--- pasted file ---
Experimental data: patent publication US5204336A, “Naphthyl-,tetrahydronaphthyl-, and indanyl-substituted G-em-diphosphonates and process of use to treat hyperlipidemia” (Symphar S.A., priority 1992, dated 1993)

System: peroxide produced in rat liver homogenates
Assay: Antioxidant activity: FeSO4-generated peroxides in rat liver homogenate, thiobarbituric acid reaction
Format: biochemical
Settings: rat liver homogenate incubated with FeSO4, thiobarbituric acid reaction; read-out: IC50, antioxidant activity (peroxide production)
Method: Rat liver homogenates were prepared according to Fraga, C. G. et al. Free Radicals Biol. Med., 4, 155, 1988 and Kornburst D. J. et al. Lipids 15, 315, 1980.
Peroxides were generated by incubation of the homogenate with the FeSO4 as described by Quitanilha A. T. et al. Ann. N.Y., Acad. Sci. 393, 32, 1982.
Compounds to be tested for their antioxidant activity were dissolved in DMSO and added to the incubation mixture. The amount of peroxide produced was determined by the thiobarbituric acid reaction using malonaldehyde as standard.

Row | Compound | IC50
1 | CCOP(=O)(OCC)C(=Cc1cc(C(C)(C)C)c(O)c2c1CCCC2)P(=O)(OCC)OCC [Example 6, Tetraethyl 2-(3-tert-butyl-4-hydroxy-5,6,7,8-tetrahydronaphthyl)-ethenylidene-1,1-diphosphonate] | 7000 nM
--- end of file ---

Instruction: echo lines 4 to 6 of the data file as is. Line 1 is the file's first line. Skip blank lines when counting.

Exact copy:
Format: biochemical
Settings: rat liver homogenate incubated with FeSO4, thiobarbituric acid reaction; read-out: IC50, antioxidant activity (peroxide production)
Method: Rat liver homogenates were prepared according to Fraga, C. G. et al. Free Radicals Biol. Med., 4, 155, 1988 and Kornburst D. J. et al. Lipids 15, 315, 1980.